Imagine water freezing solid even as it's heating up. Such are the bizarre tricks scientists now find water is capable of.
Popular belief contends that water freezes at 32 degrees Fahrenheit (0 degrees Celsius). Surprisingly, if water lies in a smooth bottle and is free of any dust, it can stay liquid down to minus 40 degrees F (minus 40 degrees C) in what's called "supercooled" form. The dust and rough surfaces that water is normally found in contact with in nature can serve as the kernels around which ice crystals form.
Now researcher Igor Lubomirsky at the Weizmann Institute of Science in Rehovot, Israel, and his colleagues have discovered another way to control the freezing point of water — via what are called quasi-amorphous pyroelectric thin films. These surfaces change their electrical charge depending on their temperature.
When pyroelectic surfaces are positively charged, water becomes easier to freeze, and when they have a negative charge, it becomes harder to freeze.
The researchers saw that supercooled water could freeze as it's being heated, as long as the temperature changes the surface charge as well. For instance, when supercooled water is on a negatively charged lithium tantalate surface, it will freeze solid immediately when the surface is heated to 17.6 degrees F (minus 8 degrees C) and its charge switches to positive.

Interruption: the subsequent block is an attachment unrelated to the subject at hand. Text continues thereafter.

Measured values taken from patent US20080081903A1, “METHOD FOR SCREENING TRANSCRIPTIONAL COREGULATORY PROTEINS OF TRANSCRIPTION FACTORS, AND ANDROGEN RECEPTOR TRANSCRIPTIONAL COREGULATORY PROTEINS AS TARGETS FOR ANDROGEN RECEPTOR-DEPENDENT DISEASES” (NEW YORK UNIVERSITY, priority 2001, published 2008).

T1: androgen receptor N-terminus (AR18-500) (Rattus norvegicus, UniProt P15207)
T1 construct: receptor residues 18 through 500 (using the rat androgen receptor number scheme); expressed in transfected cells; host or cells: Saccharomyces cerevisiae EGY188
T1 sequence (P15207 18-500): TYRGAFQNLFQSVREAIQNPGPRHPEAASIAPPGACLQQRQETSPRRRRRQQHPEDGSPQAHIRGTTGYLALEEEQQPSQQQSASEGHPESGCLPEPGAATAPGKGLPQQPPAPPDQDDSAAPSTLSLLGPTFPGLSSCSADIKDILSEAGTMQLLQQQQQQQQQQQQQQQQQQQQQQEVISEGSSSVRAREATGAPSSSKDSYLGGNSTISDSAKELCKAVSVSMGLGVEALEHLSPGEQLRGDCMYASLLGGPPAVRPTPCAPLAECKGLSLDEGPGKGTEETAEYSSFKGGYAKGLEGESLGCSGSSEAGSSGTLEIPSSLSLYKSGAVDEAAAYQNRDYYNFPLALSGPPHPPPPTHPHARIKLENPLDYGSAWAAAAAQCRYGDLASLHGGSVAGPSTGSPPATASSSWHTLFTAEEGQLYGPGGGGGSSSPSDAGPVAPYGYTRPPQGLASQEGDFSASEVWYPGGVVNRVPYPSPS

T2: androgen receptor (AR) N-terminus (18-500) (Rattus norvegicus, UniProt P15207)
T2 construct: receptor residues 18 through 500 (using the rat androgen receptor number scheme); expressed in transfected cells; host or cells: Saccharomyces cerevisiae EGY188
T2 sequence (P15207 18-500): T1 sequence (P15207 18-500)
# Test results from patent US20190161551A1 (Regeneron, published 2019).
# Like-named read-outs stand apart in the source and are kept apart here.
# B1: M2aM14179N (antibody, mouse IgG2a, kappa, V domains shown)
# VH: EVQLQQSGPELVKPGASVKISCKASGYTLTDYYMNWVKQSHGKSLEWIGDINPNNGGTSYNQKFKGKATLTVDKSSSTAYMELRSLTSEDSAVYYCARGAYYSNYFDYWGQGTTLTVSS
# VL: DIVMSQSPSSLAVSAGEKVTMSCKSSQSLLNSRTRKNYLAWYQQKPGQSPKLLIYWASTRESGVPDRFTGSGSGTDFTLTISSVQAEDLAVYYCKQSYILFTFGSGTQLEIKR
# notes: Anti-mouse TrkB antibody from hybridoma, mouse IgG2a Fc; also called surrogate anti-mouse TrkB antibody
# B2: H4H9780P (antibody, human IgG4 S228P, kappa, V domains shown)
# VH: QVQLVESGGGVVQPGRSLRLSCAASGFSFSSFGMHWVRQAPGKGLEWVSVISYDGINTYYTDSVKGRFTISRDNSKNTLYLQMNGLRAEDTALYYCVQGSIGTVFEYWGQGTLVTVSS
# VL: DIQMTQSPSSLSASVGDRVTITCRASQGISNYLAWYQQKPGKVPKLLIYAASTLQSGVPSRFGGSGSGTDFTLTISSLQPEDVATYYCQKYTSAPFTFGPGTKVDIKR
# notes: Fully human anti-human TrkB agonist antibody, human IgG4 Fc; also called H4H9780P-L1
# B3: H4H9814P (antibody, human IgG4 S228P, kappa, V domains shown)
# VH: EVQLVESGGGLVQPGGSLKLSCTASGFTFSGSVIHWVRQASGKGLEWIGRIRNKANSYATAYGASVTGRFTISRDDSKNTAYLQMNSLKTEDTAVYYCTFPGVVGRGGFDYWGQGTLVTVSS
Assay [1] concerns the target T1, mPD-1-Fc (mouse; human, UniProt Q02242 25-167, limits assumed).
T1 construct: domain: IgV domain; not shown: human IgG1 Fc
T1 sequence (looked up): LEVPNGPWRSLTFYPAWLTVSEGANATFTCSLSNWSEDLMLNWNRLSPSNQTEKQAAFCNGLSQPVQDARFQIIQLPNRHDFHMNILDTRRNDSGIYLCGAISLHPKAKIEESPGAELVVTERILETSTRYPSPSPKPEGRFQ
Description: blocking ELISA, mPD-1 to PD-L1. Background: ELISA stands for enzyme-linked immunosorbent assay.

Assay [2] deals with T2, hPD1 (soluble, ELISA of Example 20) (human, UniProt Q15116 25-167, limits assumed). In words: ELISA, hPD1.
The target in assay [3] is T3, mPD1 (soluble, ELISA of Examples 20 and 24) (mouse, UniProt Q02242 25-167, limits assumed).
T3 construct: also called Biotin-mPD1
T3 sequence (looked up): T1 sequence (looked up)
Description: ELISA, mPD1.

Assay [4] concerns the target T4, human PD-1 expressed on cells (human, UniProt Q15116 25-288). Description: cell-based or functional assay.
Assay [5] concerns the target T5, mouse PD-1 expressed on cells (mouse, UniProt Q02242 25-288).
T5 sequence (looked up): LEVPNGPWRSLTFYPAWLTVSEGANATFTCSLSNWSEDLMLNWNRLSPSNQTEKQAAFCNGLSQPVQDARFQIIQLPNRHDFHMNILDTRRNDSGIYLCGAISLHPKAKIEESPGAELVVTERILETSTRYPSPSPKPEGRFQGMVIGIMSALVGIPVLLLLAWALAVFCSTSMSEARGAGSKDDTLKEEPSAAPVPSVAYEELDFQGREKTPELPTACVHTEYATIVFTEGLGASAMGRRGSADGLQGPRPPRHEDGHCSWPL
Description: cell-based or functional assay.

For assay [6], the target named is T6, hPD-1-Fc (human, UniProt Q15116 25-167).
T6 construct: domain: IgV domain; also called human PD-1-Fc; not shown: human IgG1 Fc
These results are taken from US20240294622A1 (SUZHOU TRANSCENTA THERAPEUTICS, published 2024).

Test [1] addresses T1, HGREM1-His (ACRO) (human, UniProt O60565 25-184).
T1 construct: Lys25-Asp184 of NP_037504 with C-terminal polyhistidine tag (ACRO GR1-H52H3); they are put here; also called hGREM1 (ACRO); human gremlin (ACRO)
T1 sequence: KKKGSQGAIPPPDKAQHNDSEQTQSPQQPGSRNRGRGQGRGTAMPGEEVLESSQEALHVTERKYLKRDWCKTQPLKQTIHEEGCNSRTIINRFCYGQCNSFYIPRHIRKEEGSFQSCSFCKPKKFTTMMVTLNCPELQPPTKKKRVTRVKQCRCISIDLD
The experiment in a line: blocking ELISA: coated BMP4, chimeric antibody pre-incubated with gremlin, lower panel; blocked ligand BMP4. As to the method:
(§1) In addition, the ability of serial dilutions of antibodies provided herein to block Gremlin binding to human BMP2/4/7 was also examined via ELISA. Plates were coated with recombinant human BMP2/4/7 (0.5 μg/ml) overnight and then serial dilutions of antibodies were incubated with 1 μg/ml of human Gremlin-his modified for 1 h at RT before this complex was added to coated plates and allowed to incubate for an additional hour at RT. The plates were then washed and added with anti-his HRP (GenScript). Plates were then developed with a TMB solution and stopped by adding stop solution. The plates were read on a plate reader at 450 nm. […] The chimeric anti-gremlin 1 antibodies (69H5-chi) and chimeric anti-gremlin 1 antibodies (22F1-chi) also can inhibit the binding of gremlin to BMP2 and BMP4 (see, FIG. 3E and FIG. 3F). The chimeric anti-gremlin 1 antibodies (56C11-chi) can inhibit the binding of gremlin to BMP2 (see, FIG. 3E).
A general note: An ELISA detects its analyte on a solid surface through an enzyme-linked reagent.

Curiously, positively charged surfaces inspire supercooled water to freeze from the bottom up, while negatively charged surfaces cause it to freeze from the top down. This likely has to do with how water molecules orient themselves — the negatively charged oxygen atoms in water molecules naturally point toward positively charged surfaces, while the reverse is true with hydrogen atoms.
"The difference between the positive and negative charge was unexpected," Lubomirsky said.
The ability to better control the freezing temperature of supercooled water could be critical for a variety of applications, including the survival of cold-blooded animals, the cryo-preservation of cells and tissues, the protection of crops from freezing, and the ability to understand and trigger cloud formation.
The scientists detailed their findings in the Feb. 5 issue of the journal Science.
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